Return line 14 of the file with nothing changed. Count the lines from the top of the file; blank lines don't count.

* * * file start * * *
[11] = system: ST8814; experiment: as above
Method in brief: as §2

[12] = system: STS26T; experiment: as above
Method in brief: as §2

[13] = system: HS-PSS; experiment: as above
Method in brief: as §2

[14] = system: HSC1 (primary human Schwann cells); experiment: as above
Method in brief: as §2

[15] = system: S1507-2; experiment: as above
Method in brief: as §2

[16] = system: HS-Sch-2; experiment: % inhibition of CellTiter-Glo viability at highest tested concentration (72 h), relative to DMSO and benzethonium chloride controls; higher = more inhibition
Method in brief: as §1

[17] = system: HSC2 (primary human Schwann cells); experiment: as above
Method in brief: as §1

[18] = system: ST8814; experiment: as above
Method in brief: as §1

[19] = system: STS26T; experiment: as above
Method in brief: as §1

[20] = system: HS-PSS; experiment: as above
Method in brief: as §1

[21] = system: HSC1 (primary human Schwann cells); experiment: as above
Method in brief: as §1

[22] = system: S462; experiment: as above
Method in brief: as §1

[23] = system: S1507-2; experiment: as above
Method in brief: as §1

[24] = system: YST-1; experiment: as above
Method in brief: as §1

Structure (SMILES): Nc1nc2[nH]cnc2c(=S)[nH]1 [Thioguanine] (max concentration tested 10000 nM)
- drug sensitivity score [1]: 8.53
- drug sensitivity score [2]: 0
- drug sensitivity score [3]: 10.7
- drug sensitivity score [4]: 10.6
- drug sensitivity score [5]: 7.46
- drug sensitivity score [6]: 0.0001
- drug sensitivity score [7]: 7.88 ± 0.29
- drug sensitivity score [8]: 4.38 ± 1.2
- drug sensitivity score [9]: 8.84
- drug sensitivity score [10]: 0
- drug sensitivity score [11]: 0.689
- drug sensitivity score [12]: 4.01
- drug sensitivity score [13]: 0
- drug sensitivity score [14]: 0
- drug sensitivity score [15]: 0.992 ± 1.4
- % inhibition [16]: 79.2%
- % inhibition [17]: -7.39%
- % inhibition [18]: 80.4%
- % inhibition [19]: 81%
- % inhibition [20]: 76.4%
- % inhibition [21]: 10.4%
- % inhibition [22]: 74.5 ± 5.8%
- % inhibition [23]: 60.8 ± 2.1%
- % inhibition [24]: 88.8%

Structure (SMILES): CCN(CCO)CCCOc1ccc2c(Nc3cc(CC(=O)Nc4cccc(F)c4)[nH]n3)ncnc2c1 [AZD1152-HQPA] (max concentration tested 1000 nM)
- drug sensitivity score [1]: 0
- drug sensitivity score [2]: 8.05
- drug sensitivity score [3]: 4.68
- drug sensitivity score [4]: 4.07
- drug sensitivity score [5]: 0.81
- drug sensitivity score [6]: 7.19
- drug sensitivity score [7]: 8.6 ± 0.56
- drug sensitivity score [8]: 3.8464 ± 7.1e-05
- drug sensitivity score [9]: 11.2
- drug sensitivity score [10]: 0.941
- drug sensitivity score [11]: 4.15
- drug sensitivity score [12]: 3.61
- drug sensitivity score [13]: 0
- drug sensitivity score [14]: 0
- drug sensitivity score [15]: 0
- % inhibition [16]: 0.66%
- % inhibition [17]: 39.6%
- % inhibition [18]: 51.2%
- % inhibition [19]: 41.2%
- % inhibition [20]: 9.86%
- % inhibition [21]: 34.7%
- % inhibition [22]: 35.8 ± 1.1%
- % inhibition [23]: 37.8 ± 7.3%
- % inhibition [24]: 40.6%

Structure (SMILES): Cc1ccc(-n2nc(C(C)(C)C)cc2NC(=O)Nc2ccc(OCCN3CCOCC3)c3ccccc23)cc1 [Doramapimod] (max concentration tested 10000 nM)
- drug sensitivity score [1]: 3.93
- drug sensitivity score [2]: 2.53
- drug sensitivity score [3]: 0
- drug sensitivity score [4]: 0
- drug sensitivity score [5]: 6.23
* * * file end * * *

Method in brief: as §1